(Original post by im so academic)
    Wait a second, just because you do not understand, it does NOT give you the right to mess about.

    You shut up and ask for help.

    Why the **** should a teacher help someone who misbehaves?
    This thread makes me uncomfortable.

    I have been expelled from 2 institues in my school career due to bad behaviour. I am now about to end my second year of Economics at Edinburgh. Just because we misbehave in school doesn't mean we are unwilling to learn and are stupid. :dontknow: lots of my chav friends who were top of the class and i'd argue brighter as kids to most of the dull kids whose parents waited till they were financially rich and old to have them. But those kids got tutors, books, pushy/understanding/academic/educated/helpful parents. Whilst my friends had junkie parents who were barely adults themeselves, didn't value education, didn't take kids to the museum, didn't encourage academics and swore/got drunk/were asbolic around their kids.

    I know i'm not as brainy as you guys and I know my roots are not good, clean ones - a lot of my family are on benefits, I have relatives behind bars, we live in a coumcil house etc and we aren't the most educated people but we are still human. I came under a special scheme for chavs which allowed me to access higher education, see the bigger picture and hopefully grow up to be educated and bring my kids up not to be disruptive *******s like I was. I'm sorry.

    I know all you on this thread will hate me because i'm demeaning you and it was my kind that 'ruined your learning' but its true. How could I at 7/11/14 know what education could bring me or decide I wanted to behave when I hadn't been taught better? If some small coincidences and events didn't happen in my life, i'd be the type of guy many TSRians talk about 'sterilising' - education changes everything and all of you are advocating to take a disruptive child out of education?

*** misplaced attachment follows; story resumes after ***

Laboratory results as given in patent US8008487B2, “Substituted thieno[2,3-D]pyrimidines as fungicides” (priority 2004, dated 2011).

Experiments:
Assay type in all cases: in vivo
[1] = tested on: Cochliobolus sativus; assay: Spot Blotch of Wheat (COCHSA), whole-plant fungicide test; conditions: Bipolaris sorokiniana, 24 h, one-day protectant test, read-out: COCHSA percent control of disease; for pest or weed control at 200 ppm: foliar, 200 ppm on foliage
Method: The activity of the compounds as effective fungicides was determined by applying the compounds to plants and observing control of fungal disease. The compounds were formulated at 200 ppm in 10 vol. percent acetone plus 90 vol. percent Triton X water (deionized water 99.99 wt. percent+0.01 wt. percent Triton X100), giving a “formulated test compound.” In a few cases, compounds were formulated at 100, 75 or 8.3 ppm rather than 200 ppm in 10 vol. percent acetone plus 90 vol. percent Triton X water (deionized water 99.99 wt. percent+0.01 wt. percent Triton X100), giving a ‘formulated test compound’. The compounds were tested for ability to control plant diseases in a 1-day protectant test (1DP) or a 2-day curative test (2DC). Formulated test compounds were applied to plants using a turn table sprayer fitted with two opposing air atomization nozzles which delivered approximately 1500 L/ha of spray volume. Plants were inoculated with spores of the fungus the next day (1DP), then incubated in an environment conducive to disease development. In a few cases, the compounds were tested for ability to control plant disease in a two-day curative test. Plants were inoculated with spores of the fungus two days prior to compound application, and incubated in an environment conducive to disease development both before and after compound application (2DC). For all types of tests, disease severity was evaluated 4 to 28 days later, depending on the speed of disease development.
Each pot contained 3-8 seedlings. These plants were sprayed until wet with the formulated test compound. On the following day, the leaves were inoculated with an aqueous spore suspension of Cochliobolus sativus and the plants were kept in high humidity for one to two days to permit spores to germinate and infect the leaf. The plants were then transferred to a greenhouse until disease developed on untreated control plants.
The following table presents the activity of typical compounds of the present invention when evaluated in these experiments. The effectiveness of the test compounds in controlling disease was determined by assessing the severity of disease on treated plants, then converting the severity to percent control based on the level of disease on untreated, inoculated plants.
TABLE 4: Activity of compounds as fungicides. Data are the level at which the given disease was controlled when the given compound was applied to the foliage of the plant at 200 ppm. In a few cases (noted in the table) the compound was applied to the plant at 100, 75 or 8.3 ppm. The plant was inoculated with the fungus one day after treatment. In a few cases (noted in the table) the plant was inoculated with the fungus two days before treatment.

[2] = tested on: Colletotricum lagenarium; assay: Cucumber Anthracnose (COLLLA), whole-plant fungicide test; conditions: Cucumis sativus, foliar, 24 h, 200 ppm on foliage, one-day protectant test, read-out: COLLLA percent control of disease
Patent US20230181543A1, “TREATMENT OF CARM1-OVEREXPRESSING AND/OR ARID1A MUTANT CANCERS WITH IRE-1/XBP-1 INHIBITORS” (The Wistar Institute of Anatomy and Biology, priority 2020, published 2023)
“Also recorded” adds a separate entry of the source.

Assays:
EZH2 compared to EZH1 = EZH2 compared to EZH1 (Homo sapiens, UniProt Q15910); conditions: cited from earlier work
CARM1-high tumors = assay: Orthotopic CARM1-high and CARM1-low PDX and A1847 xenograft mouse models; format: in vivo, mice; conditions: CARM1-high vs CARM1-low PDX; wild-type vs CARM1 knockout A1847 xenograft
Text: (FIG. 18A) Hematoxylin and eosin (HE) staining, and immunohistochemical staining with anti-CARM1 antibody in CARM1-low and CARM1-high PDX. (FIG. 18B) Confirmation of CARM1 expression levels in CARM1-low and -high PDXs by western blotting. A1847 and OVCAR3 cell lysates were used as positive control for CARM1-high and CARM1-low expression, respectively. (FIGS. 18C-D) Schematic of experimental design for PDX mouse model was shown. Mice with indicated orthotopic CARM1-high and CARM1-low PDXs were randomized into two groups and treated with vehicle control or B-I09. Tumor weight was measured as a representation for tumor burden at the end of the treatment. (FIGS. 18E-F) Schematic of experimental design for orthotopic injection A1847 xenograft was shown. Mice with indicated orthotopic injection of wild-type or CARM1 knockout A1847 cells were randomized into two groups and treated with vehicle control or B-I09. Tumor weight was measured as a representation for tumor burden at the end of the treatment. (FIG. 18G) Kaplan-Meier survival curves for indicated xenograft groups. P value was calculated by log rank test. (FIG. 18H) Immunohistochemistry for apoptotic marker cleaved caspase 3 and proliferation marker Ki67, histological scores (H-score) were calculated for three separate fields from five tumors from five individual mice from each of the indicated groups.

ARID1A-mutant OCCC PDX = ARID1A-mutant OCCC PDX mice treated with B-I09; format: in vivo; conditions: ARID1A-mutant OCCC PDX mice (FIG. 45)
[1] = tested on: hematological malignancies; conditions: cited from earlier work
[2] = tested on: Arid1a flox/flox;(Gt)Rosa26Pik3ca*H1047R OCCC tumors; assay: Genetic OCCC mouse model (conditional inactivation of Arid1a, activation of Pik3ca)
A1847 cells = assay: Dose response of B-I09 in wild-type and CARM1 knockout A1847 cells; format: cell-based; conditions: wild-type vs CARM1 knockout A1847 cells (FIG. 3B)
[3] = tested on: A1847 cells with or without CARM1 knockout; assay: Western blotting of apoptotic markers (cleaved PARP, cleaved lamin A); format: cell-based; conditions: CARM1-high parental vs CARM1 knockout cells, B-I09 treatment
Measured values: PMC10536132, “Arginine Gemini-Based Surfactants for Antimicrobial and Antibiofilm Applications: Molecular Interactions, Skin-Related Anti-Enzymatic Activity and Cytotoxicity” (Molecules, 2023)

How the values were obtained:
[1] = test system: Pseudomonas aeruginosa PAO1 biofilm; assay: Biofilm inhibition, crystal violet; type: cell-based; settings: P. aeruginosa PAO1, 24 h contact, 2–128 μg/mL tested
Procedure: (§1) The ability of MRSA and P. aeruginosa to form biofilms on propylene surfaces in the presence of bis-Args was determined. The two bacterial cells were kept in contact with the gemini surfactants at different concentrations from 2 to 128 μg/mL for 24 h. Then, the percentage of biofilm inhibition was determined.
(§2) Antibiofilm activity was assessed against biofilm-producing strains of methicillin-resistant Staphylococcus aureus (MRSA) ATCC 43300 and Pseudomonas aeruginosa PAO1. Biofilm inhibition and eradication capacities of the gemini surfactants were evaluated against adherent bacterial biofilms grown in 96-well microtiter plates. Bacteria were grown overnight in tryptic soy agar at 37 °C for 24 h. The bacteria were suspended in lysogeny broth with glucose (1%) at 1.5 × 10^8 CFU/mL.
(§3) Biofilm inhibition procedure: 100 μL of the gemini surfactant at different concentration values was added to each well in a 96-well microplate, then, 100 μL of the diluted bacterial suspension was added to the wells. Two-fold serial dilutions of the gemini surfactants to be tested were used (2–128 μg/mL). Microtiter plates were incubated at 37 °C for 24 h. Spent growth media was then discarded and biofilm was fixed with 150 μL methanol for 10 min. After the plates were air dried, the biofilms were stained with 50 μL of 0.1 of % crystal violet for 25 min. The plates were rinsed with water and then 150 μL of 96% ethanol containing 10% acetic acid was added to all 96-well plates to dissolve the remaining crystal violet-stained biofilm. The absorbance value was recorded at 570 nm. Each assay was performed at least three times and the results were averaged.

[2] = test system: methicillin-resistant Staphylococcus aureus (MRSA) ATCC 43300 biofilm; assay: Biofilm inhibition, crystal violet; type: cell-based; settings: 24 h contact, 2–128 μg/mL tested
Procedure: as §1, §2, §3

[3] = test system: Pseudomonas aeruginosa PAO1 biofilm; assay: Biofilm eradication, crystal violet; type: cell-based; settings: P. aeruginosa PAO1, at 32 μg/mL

I feel so **** right now, because i've left my rightful place, to enter a section of society that looks down on who I was born to be.
    Offline

    0
    ReputationRep:
    (Original post by pooo)
    This thread makes me uncomfortable.

    I have been expelled from 2 institues in my school career due to bad behaviour. I am now about to end my second year of Economics at Edinburgh. Just because we misbehave in school doesn't mean we are unwilling to learn and are stupid. :dontknow: lots of my chav friends who were top of the class and i'd argue brighter as kids to most of the dull kids whose parents waited till they were financially rich and old to have them. But those kids got tutors, books, pushy/understanding/academic/educated/helpful parents. Whilst my friends had junkie parents who were barely adults themeselves, didn't value education, didn't take kids to the museum, didn't encourage academics and swore/got drunk/were asbolic around their kids.

    I know i'm not as brainy as you guys and I know my roots are not good, clean ones - a lot of my family are on benefits, I have relatives behind bars, we live in a coumcil house etc and we aren't the most educated people but we are still human. I came under a special scheme for chavs which allowed me to access higher education, see the bigger picture and hopefully grow up to be educated and bring my kids up not to be disruptive *******s like I was. I'm sorry.

    I know all you on this thread will hate me because i'm demeaning you and it was my kind that 'ruined your learning' but its true. How could I at 7/11/14 know what education could bring me or decide I wanted to behave when I hadn't been taught better? If some small coincidences and events didn't happen in my life, i'd be the type of guy many TSRians talk about 'sterilising' - education changes everything and all of you are advocating to take a disruptive child out of education?

    I feel so **** right now, because i've left my rightful place, to enter a section of society that looks down on who I was born to be.
    I wasn't being serious lol when u quoted me :P
    Offline

    16
    ReputationRep:
    (Original post by Reml)
    Expulsion - no need to educate people who don't want to be, its a waste of time and is detrimental to others learning
    Apart from the whole legal requirement thing
    Offline

    9
    ReputationRep:
    (Original post by Jacke02)
    I wasn't being serious lol when u quoted me :P
    Yeah I know, yours was the sarcastic one that jokely reflects how most tsrs think. Sorry for quoting!!
    Offline

    16
    ReputationRep: